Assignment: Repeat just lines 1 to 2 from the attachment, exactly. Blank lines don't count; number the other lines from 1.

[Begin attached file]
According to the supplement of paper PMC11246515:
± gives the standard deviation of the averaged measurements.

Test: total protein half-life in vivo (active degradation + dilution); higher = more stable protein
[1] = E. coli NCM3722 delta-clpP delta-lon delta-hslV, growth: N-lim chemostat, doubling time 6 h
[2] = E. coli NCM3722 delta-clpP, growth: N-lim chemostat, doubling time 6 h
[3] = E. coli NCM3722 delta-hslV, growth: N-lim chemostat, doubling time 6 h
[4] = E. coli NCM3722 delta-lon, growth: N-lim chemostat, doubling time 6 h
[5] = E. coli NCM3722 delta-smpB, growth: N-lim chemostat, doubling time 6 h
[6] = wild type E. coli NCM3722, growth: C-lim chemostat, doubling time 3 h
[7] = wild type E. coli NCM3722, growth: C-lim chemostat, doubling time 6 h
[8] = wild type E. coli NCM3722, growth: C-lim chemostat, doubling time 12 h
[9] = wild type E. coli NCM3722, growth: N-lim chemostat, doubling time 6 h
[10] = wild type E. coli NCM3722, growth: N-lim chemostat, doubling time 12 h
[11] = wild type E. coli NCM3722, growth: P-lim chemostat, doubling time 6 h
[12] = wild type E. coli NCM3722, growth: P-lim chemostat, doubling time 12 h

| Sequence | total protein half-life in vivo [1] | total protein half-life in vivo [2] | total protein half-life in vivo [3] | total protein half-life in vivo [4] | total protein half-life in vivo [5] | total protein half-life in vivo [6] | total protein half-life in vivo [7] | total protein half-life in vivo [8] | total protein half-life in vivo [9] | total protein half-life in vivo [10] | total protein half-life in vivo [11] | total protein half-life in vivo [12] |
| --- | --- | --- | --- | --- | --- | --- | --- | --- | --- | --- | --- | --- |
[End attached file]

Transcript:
According to the supplement of paper PMC11246515:
± gives the standard deviation of the averaged measurements.